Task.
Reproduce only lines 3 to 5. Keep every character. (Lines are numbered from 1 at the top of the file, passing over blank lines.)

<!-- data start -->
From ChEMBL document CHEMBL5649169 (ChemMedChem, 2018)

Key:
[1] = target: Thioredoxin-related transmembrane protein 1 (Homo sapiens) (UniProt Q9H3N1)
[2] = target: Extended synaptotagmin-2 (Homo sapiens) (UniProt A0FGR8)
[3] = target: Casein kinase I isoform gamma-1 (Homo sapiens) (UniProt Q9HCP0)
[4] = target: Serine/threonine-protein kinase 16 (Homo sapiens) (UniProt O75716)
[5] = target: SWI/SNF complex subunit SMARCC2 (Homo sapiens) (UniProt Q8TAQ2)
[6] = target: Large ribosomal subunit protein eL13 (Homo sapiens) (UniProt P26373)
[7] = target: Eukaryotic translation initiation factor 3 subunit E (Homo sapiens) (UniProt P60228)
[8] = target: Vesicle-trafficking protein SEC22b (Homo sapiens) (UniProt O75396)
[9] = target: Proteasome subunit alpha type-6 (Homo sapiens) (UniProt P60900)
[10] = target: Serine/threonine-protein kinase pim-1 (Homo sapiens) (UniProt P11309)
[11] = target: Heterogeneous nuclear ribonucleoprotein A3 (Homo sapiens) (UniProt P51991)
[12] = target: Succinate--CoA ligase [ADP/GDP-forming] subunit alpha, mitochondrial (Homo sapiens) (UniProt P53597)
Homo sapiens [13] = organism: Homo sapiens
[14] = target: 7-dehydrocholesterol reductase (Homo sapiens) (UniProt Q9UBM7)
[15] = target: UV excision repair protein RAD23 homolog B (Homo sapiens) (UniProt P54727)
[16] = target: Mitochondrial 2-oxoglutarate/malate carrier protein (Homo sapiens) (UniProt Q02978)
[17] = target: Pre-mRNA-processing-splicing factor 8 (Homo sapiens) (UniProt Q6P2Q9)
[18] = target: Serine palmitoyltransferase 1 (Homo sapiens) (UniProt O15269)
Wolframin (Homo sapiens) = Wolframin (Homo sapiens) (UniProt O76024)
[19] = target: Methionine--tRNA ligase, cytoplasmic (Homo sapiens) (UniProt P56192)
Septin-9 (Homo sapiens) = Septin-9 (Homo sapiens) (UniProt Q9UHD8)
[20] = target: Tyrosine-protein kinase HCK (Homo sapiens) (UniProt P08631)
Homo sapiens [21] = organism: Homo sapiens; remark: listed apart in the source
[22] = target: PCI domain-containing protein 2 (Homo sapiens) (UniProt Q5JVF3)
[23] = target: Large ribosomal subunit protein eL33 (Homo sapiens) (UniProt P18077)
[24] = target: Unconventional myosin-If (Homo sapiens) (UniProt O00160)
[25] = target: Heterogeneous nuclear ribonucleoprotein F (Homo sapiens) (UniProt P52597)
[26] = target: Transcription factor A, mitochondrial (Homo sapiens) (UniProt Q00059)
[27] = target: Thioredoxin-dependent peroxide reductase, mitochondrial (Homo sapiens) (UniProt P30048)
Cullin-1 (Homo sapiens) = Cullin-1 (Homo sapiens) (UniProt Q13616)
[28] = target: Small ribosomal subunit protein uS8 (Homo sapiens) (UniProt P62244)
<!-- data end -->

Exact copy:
[1] = target: Thioredoxin-related transmembrane protein 1 (Homo sapiens) (UniProt Q9H3N1)
[2] = target: Extended synaptotagmin-2 (Homo sapiens) (UniProt A0FGR8)
[3] = target: Casein kinase I isoform gamma-1 (Homo sapiens) (UniProt Q9HCP0)